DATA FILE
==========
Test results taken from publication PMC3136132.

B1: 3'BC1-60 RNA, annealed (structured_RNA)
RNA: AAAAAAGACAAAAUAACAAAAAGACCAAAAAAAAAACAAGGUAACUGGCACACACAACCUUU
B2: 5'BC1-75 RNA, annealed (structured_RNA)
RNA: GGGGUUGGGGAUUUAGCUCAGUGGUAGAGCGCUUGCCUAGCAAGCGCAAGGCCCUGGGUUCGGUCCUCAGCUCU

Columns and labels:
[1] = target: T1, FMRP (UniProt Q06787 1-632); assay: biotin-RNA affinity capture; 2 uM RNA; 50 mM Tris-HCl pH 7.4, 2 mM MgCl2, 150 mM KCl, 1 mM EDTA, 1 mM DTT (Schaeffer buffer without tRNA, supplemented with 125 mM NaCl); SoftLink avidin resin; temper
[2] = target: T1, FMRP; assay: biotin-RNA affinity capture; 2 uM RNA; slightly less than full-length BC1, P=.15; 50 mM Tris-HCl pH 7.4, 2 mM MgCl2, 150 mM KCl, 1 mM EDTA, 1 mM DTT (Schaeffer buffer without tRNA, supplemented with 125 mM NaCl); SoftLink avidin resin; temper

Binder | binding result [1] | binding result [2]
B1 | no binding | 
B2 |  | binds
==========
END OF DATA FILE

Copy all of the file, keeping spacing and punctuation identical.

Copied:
Test results taken from publication PMC3136132.

B1: 3'BC1-60 RNA, annealed (structured_RNA)
RNA: AAAAAAGACAAAAUAACAAAAAGACCAAAAAAAAAACAAGGUAACUGGCACACACAACCUUU
B2: 5'BC1-75 RNA, annealed (structured_RNA)
RNA: GGGGUUGGGGAUUUAGCUCAGUGGUAGAGCGCUUGCCUAGCAAGCGCAAGGCCCUGGGUUCGGUCCUCAGCUCU

Columns and labels:
[1] = target: T1, FMRP (UniProt Q06787 1-632); assay: biotin-RNA affinity capture; 2 uM RNA; 50 mM Tris-HCl pH 7.4, 2 mM MgCl2, 150 mM KCl, 1 mM EDTA, 1 mM DTT (Schaeffer buffer without tRNA, supplemented with 125 mM NaCl); SoftLink avidin resin; temper
[2] = target: T1, FMRP; assay: biotin-RNA affinity capture; 2 uM RNA; slightly less than full-length BC1, P=.15; 50 mM Tris-HCl pH 7.4, 2 mM MgCl2, 150 mM KCl, 1 mM EDTA, 1 mM DTT (Schaeffer buffer without tRNA, supplemented with 125 mM NaCl); SoftLink avidin resin; temper

Binder | binding result [1] | binding result [2]
B1 | no binding | 
B2 |  | binds